A lot changes in 150 years but people never do, St Paul’s Anglican Cathedral’s dean the Very Reverend Elizabeth Dyke says.
“They still search for God and need sacred spaces.
“That’s what this building is for, to be a place where people can find God, find companionship along the way, to pray and to mark the transitions and celebrations in their lives.”
The cathedral’s 200-strong congregation will start week-long 150th anniversary celebrations from Sunday.
It comes two years after the congregation returned to the cathedral. From 2009 the building was too unsafe to enter.
“We learnt a great deal about what it really means to be a Christian community when we were out of the building,” Dean Elizabeth said.
“When you come into a building like this it’s too easy to come in, sit down take communion and go out again without seeing people for the rest of the week.
“We brought back a new feeling of fellowship, of being family, of knowing and caring for one another.”
Two years later, the beloved building needs work.
“The current building challenge we’ve got is to make our church more accessible for people with mobility issues,” Dean Elizabeth said.
“As you can imagine, with all those steps at the front, that’s not the easiest thing to do.
“We are looking to put a new access in at the front with a nice, sloped and curving path that is easy to negotiate with a frame or wheelchair, as well as some better lighting on the steps.”
The other great challenge the building faces is the tower. Bells have been silent for years because the tower is not considered safe enough to ring them.
“It makes the tower move too much and it is unstable,” Dean Elizabeth said.
A large amount of money will need to be raised to fund the tower project, but any plans will have to wait.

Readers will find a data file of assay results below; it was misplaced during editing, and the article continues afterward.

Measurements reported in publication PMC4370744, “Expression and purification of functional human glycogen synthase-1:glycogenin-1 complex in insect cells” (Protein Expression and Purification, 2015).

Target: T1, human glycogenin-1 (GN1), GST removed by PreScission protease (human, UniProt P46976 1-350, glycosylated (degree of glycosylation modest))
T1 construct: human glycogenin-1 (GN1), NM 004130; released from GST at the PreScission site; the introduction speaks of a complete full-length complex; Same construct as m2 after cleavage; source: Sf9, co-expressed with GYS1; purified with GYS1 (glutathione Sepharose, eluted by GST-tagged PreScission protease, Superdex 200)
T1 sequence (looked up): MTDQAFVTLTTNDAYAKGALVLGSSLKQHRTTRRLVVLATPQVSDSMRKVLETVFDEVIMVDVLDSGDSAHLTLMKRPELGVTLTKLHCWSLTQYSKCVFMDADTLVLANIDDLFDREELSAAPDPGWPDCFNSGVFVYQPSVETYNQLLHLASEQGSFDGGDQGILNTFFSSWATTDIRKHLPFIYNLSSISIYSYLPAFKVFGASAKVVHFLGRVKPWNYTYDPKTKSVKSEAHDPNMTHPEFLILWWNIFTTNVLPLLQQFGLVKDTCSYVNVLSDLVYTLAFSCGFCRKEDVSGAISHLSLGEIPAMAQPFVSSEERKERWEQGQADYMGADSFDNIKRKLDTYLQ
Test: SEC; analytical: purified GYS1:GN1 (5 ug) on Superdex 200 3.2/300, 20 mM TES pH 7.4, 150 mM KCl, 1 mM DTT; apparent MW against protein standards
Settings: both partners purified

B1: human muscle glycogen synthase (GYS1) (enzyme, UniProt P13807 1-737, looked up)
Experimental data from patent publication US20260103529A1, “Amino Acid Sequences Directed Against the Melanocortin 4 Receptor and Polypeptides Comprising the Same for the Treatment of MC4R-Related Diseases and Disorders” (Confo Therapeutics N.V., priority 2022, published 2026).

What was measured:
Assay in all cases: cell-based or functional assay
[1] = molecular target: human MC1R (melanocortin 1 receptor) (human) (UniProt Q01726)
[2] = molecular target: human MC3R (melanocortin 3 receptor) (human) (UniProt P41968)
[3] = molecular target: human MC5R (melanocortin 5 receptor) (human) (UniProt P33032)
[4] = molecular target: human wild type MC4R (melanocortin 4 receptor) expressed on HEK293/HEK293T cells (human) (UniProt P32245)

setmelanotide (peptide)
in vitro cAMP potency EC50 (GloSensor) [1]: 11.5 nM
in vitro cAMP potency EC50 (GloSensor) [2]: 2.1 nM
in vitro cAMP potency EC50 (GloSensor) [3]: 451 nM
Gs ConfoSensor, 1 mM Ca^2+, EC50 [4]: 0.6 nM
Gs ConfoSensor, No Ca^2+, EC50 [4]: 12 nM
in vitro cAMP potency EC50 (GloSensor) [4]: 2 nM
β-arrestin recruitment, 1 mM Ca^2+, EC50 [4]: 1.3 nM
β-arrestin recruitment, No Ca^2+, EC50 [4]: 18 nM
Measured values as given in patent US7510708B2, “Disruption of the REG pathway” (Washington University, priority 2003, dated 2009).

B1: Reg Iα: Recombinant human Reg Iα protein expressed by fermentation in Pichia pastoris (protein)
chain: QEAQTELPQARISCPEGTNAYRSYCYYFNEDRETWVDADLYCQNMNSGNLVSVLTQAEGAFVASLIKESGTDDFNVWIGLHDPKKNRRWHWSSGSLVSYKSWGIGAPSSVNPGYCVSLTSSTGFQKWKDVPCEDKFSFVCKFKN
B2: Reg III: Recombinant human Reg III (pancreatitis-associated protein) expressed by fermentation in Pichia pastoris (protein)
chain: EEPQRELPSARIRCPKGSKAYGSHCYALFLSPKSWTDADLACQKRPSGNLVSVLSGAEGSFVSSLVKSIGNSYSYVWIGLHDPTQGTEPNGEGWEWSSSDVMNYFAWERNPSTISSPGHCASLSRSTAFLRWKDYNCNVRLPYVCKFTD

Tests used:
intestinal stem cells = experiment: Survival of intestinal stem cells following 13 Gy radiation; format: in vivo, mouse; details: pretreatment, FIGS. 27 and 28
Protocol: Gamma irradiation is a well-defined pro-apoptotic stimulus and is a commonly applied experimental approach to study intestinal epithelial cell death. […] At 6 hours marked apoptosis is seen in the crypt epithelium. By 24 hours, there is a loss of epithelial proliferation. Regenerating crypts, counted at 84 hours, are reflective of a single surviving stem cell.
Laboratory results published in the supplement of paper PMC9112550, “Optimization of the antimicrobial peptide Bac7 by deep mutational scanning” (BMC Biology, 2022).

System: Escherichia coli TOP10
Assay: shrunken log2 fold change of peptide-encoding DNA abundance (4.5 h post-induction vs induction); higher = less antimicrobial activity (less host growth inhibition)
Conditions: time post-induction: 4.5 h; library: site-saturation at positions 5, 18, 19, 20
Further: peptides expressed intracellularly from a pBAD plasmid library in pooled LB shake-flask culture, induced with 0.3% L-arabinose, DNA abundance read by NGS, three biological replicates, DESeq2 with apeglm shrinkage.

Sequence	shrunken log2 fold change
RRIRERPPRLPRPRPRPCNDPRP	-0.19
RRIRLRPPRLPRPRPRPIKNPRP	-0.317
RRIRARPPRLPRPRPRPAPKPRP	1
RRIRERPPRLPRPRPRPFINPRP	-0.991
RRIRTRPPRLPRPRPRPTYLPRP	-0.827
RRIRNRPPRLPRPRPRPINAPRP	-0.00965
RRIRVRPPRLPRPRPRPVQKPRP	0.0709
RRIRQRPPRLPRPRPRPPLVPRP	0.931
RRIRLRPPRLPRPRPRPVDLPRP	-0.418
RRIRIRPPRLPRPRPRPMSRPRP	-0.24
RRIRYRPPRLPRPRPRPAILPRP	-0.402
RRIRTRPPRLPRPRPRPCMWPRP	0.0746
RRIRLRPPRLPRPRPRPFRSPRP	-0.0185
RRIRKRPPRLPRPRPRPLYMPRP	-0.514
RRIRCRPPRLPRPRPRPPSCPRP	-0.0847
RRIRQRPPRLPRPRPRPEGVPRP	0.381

“We need to recover from the difficulties of the work we had to do in here (inside the cathedral),” Dean Elizabeth said.
For now, the congregation is happy to celebrate 150 years.
Next week’s events will include a historical exhibition in the cathedral, sausage sizzles on Friday and services most days of the week.
The exact anniversary falls on Monday, when three services will be held to worship using an 1868 liturgy.
“We will be singing just the one hymn, but it is one that people worshipping 150 years ago would have known,” Dean Elizabeth said.
“And we will be using the old version of the scriptures. So it’s all ‘thees’ and ‘thous’ and ‘sayeths’ and what have you.”
What’s on at St Paul’s
11 November to 18 November: Historical exhibition in the cathedral
Sunday 11 November: Hymnal singalong and afternoon tea, 2pm until 4pm
Monday 12 November: Worship with 1868 liturgy
- Morning prayer, 9am
- Holy Communion, 12.30pm
- Evening prayer, 6pm
Wednesday 14 November: Holy Communion and light lunch, 10.30am
Friday 16 November: Sausage sizzle in cathedral courtyard, 4pm
Saturday 17 November: Celebration dinner at St Paul’s (ticketed)
Sunday 18 November:
- Celebration Eucharist with Bishop Matt and morning tea, 10am
- 6pm evensong – a quite, reflective service with the cathedral’s choir
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